Kingsley Aikins is a man who knows how to network. He must do, having raised 250 million dollars for projects in Ireland when he was worldwide CEO of The Ireland Funds for 17 years. Now CEO of the Networking Institute, based in Dublin, he shared some great insights on the need for and benefits of networking when he addressed a Shannon Chamber Skillnet webinar last week.
With companies now seeking to hire networked people, his advice to attendees was to invest time in developing their networks and to aim to have a network of contacts that reflects the diversity of the economy.
“Your network is portable, it does not get out of date and it goes with you throughout your career. That’s why it’s important to work at networking” he stated.
Describing networking as a process, he encouraged attendees to look on it as a necessity and to invest time in making new connections, even in the current environment where many of these connections may be made online.
Having attended or delivered 67 webinars in 9 countries since the onset of the pandemic, Aikins has unearthed what he described as a ‘whole new tribe’, which would not have happened without COVID-19.
“Take the hi-tech, hi-tour approach and over time you will develop a new set of connections, which, in turn, will lead to new referrals,” he added.
“COVID is the elephant in the room. It has resulted is us all living in a world of turbulence but turbulence is followed by creativity, innovation and growth and that’s why making connections and networking remain important,”
Stating that career paths are so different today to what they were in the past when the horizontal world of teams and hierarchy reigned supreme, Aikins said that people today may move through 20 different jobs in their careers and that many of these jobs won’t be advertised but filled through connections to the right people with the right skills.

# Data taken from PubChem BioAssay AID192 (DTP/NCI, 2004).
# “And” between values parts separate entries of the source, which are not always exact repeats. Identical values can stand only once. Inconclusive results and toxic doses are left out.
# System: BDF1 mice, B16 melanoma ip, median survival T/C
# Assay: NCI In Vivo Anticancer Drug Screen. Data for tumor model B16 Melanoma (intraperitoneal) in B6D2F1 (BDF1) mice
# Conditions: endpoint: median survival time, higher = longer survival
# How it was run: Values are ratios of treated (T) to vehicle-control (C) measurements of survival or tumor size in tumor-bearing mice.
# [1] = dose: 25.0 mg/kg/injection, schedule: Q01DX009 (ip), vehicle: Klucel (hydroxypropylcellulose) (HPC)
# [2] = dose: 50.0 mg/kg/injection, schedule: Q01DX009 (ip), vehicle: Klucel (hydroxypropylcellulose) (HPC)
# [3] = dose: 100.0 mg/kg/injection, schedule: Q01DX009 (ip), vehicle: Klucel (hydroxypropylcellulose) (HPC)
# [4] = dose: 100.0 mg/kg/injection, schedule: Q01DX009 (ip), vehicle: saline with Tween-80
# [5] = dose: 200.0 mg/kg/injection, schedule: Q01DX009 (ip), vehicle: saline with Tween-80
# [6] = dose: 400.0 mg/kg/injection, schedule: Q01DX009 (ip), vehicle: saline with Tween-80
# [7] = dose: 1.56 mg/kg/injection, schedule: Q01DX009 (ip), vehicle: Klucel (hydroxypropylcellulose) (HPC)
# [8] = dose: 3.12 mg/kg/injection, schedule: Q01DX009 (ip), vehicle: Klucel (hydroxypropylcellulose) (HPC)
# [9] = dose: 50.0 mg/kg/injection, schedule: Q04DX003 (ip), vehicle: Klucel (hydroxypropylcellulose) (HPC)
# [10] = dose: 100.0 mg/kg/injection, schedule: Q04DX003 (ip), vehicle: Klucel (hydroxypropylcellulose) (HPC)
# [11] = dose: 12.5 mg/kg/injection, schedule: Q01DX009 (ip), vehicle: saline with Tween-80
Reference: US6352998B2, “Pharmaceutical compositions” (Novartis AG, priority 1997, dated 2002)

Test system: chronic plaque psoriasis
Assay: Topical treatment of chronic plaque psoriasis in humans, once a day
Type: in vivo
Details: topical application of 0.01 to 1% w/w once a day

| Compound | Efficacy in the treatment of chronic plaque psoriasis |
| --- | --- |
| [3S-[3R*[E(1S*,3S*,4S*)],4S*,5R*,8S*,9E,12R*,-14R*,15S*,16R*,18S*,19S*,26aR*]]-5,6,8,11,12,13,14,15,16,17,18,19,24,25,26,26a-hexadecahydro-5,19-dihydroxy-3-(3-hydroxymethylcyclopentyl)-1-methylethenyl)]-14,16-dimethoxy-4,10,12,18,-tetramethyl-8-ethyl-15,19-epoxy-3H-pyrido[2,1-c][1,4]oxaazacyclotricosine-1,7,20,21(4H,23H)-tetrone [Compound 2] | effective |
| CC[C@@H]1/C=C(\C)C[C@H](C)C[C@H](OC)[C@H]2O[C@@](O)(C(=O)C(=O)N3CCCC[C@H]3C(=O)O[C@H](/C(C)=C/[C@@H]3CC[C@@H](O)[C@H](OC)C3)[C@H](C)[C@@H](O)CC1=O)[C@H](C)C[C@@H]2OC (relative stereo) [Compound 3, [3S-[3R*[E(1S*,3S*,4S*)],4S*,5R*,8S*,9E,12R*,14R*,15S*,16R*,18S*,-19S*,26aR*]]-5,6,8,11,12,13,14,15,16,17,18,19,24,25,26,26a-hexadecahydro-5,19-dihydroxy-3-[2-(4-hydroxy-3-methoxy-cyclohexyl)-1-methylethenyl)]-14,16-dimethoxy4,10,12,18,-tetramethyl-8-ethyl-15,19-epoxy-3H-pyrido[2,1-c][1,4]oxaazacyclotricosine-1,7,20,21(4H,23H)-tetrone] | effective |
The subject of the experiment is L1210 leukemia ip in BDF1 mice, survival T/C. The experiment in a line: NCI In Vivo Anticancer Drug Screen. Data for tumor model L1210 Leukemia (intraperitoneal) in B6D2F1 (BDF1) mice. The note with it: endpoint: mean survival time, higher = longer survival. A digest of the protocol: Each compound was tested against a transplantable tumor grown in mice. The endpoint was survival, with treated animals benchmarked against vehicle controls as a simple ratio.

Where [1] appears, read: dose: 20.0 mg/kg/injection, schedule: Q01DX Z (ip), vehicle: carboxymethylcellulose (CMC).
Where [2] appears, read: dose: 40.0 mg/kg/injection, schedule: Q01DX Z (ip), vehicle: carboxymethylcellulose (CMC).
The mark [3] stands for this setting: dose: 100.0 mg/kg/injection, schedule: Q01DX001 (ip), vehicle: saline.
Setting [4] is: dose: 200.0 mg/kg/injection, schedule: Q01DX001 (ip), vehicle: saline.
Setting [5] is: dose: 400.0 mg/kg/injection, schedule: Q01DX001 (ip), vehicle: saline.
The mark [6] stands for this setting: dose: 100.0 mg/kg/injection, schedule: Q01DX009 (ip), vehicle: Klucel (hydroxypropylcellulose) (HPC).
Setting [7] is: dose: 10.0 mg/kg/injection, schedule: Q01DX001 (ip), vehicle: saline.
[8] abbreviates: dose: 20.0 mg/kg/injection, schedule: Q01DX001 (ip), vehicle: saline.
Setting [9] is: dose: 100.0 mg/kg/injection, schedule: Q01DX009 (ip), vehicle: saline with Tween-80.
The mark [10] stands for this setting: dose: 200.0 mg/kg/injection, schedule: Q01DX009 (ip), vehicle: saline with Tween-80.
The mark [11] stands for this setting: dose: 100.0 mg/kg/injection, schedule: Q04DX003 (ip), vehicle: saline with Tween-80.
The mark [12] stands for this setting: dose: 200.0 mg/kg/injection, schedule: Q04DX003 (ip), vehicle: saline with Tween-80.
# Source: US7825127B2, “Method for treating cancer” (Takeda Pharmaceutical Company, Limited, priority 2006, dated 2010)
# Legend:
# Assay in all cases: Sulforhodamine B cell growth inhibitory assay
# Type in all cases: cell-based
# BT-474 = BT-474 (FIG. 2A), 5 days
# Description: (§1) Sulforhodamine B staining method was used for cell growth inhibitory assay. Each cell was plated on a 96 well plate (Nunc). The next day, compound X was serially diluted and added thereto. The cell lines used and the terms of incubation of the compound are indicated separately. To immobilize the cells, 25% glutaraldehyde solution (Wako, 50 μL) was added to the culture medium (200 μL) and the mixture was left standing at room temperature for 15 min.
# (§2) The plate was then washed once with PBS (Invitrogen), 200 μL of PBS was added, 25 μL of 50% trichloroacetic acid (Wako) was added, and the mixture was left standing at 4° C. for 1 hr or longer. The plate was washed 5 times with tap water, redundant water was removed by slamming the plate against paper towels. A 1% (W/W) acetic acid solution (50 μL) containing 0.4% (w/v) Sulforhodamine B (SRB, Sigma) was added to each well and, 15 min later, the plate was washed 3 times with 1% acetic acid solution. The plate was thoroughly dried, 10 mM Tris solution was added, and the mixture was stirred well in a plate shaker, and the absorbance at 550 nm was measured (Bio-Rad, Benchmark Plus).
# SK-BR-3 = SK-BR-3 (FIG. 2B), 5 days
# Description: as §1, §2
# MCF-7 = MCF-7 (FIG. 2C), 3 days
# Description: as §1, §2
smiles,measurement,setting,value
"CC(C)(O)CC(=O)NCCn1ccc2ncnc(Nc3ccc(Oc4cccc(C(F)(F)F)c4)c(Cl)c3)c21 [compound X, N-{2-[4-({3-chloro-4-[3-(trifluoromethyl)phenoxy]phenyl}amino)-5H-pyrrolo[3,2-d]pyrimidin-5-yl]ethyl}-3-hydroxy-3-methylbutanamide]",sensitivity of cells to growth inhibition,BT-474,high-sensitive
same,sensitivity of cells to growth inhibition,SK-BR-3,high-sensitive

With research showing that people with strong networks live longer, earn more and are happy, Aikins also stated that companies should have strategies for networking.
Describing performance as the mandatory part of employment, which only accounts for 10% when measuring the value of an employee, and reputation and image accounting for 30%, he said that the exposure an employee can attain for self and the company is the critical 60% of the employee’s value.
“That’s why companies need to develop a network culture; it will enable them to hire highly connected people, he added.
Commenting on the value of a webinar of this nature, particularly in the times we now find ourselves in, Shannon Chamber CEO Helen Downes stated: “The past six months have been difficult for many people, particularly those who are office based and now working from home. The networking they would normally do on a daily or weekly basis has been lost but we all have a basic desire for interpersonal connections. As we have learnt, this can continue but in a technology environment. We can still make connections, which may lead to new opportunities. Networking in any environment is an important part of living and working and we must continue to work on this, even while working alone in a home office environment.
“As Kinsley Aikins said, we should strive to make new connections every day,” added Ms Downes.